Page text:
Missile-intercepting satellite network in development with U.S., JapanNews
August 21, 2020
TOKYO. The United States and Japan are to jointly build a network of small satellites capable of detecting new missiles, as Tokyo warns of increasing threats from North Korea. The purpose of the satellites would be to complement the currently existing system of missile defense, which includes Japan's PAC-3 missile interceptors, acccording to officials.
Tokyo is growing increasingly wary of North Korean weapons development. In July, Japan's defense ministry said North Korea could have perfected the capability to miniaturize nuclear warheads.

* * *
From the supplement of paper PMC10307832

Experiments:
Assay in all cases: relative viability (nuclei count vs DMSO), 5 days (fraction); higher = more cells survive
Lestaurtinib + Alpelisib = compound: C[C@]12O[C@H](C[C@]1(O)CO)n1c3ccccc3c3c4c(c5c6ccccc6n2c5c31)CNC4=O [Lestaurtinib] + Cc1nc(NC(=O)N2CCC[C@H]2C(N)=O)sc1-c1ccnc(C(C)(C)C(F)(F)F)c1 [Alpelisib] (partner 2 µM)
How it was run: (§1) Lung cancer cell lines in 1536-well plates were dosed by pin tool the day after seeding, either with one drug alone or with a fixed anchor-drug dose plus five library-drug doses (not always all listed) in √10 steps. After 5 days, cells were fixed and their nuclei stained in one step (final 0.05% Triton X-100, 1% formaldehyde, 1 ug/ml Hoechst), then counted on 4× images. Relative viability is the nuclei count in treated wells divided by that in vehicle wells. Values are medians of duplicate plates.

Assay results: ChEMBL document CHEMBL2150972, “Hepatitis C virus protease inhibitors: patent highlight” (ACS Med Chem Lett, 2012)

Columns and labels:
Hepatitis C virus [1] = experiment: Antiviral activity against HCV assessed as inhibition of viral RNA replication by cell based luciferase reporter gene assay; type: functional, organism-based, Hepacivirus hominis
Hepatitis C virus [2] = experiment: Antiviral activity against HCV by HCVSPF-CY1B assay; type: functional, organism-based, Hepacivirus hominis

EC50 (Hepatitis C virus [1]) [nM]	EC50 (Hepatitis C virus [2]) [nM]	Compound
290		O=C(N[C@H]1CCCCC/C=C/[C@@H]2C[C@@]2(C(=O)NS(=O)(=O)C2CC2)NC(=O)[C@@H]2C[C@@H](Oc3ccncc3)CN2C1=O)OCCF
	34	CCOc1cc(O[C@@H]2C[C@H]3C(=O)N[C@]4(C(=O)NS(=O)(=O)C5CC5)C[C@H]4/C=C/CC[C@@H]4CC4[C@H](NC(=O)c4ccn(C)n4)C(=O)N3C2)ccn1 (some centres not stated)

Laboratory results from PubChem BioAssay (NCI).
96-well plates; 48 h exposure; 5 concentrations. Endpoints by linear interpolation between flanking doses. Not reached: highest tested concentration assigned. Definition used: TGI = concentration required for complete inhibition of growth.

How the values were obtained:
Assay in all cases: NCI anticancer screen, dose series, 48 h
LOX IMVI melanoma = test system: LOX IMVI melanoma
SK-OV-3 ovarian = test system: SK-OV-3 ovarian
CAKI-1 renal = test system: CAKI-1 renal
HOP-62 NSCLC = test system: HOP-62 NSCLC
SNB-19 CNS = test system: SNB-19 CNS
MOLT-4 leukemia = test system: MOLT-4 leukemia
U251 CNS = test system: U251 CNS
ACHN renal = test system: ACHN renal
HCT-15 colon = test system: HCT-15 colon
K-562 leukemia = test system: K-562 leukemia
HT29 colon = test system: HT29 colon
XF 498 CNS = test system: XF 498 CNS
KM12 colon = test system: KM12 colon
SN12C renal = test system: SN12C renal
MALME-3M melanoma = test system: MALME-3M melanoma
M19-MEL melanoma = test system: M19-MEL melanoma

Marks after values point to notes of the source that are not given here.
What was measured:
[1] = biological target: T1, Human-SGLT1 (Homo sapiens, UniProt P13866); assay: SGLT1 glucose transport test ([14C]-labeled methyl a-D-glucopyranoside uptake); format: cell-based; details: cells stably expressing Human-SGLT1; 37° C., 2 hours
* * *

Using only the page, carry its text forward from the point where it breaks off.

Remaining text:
The U.S. and Japanese militaries are keeping a close watch on the development of hypersonic weapons under way in China and Russia. These missiles are difficult to intercept with conventional satellites and can change course unpredictably and quickly.
The Japanese report on satellite networks comes after the U.S. Space Development Agency released a draft request for proposals, seeking a contractor to build eight satellites with infrared sensors to track hypersonic weapons, according to C4ISRNET, a U.S. online military tech publication in May.